Rates hike leave residents out of pocket and not happy

An outcry against huge increases in rates bills has meant the Council must now re-look at the formula used to determine monthly rates.
Business and property owners who contacted the Courier said they were stunned to discover that their July rates bill reflected increases, in one case, of 116%.
Other increases varied from between 36% to well over 100%.
Landlords said the ‘out of the blue’ rates hike would force them to simply pass on the increases to tenants and the domino effect could force businesses to retrench staff to cut costs, and in some cases, shut shop.
An urgent meeting at the Municipality last week attended by Mayor Richard Mbatha, Councillors Raubenheimer, Mahaye, Mdluli and Xaba and municipal officials brought into sharp focus the level of disgruntlement.
Charl Jacobs of HSK Simpson, who completed the re-evaluation of all 14 000 properties in Endumeni, explained that this is done every five years. “Valuations are done according to set standards and all properties are inspected and we take into account the market evidence i.e. what the properties in the area were sold for.”

“However, because of the new valuations, instead of a general 7-8% rates increase which Council was hoping for, we got increases that are clearly untenable.

There were around 284 objections to the valuations of which around 200 were considered as ‘true objections’ and attended to. Councillor Raubenheimer, who himself is in the property business, pointed out that ‘the problem is not about the valuations (of properties) but rather the formula used to determine rates’.
“Because of the new valuations, it was decided to drop the formula from 0,04004 cents in the Rand to 0,0399 cents in the Rand.
“However, because of the new valuations, instead of a general 7-8% rates increase which Council was hoping for, we got increases that are clearly untenable.
“I know of a local business whose property valuation was around R9-million with which the owners were happy with but whose rates went up from R11 000 a month to R27 000 a month.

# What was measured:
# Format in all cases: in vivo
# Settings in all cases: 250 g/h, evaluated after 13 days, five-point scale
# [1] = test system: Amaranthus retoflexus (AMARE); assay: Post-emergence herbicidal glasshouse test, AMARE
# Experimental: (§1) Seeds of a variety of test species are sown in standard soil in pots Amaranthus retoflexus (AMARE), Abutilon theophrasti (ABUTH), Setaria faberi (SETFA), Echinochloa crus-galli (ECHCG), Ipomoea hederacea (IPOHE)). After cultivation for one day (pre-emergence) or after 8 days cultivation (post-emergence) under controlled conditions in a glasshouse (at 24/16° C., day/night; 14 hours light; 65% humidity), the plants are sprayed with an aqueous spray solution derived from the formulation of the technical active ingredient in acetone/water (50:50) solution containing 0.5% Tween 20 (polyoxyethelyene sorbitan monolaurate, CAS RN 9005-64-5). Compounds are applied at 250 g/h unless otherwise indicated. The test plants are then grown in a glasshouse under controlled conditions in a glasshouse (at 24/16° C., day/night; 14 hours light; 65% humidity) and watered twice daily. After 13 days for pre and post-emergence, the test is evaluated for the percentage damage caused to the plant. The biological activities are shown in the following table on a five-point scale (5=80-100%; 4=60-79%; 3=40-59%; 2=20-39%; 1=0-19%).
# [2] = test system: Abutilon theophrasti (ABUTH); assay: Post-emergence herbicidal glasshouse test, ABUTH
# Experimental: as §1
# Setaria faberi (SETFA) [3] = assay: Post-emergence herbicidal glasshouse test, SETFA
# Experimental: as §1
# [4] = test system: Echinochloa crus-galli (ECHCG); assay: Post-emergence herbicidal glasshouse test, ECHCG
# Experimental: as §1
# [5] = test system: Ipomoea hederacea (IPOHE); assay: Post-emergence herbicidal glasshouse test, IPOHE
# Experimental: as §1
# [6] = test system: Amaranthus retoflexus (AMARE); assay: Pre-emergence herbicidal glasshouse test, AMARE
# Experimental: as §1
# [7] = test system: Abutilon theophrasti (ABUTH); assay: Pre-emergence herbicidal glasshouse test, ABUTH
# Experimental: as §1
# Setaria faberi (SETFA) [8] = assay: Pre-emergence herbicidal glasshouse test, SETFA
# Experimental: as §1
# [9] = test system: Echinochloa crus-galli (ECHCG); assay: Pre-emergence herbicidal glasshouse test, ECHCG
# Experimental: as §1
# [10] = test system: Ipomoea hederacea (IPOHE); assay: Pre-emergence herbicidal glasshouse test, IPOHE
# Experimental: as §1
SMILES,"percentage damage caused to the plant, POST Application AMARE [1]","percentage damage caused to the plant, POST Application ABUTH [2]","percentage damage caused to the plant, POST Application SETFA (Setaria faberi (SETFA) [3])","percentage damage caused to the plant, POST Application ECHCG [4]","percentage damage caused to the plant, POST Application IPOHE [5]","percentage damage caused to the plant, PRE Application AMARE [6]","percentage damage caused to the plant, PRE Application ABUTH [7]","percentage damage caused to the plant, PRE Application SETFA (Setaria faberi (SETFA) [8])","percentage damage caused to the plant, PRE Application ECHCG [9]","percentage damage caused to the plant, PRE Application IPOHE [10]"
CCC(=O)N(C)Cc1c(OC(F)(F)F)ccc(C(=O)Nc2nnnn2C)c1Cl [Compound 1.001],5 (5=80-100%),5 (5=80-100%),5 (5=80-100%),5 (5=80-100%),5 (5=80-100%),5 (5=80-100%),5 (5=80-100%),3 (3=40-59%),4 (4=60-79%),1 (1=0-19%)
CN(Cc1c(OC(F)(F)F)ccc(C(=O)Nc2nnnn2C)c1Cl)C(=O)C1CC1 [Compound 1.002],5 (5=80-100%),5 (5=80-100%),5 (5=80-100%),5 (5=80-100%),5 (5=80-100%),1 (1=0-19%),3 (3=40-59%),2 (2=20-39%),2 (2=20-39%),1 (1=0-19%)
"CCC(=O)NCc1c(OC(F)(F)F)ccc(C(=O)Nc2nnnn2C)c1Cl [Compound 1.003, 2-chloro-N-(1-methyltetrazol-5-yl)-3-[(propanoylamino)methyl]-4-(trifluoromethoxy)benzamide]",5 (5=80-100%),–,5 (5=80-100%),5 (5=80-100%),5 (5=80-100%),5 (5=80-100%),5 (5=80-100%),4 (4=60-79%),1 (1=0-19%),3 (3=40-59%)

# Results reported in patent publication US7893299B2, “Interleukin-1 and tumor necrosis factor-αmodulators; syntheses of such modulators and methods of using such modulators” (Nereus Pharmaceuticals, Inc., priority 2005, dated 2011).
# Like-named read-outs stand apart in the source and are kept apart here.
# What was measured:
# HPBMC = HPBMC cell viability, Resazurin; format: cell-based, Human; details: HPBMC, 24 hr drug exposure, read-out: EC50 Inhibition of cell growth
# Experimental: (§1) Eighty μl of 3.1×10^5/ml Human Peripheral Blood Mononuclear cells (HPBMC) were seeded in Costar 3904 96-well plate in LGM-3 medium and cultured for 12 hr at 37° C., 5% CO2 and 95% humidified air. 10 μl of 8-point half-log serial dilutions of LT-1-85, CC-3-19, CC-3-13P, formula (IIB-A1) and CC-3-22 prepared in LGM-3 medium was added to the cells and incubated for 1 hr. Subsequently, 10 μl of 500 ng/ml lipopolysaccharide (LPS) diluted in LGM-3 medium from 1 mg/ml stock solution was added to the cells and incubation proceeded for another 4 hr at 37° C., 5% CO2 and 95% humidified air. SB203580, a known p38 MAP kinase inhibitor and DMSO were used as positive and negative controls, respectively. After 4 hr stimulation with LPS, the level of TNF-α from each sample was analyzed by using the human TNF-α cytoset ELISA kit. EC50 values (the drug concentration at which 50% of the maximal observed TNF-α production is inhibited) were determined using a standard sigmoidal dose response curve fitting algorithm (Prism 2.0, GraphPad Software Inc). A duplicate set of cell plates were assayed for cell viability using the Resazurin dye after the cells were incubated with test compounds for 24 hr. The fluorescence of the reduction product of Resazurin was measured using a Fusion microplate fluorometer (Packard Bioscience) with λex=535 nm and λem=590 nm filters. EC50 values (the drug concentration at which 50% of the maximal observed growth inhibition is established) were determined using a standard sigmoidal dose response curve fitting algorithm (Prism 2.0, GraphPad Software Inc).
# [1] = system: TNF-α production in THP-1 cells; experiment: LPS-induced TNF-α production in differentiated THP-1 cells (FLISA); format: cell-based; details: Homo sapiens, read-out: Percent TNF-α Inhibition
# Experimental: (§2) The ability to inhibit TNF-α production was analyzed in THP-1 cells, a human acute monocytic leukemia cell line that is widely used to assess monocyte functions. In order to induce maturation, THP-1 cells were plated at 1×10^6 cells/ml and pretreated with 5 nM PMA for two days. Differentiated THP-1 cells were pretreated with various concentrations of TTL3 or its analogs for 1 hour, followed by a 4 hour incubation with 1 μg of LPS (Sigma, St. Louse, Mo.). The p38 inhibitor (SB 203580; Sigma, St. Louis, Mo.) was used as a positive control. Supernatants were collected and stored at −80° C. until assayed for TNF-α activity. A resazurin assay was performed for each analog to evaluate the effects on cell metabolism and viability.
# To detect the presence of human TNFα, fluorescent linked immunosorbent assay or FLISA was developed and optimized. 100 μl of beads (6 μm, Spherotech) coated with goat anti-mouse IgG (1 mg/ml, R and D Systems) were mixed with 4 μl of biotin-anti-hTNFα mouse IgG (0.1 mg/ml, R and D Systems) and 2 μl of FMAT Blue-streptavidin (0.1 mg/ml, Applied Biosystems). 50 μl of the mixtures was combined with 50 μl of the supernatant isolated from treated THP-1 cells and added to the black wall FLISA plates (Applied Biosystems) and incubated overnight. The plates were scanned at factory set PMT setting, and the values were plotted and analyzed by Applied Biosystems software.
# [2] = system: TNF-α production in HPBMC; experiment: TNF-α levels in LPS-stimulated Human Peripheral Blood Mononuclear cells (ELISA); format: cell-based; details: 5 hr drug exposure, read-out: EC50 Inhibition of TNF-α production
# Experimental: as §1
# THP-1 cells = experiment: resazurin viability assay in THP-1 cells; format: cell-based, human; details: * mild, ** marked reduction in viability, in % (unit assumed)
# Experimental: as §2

“No business on earth can survive such a hike and clearly, Council must intervene to prevent a crisis that will lead to unemployment and empty shops.”

Vryheid is around 35% cheaper than Endumeni

Mayor Mbatha and Councillors Mdluli, Mahaye and Xaba echoed his thoughts. Councillor Mdluli pointed out that a few years ago there had been a similar outcry in Richards Bay which saw residents paying more rates than in the exclusive areas of Cape Town.
A comparison with rates between Vryheid and Endumeni revealed that a business property valued at R1-million in Vryheid attracted rates of just over R20 000 per year while in Endumeni the figure is now R35 000.
In Vryheid, the rates tariff for businesses is 0.02 cents in the Rand compared to 0.039 here.
Councillor Raubenheimer pointed out a further anomaly over the rating of vacant land.
The rates bill for a vacant lot he cited increased 89% to R1700 a month while adjacent properties on which there were three bedroom houses paid just over R600 a month.
Acting Chief Financial Officer, Bongani Mdletshe, said the ‘situation was quite unusual as residents were happy with the new valuations of their properties but not with their bills’.
It was said that legislation prevented the municipality from adjusting the formula and/or tariffs until the adjustment budget in January.
It was recommended that the conundrum is now sent back to Council to debate further and come up with a solution to save the town from a possible meltdown because of the huge increases in rates.

Terry Worley

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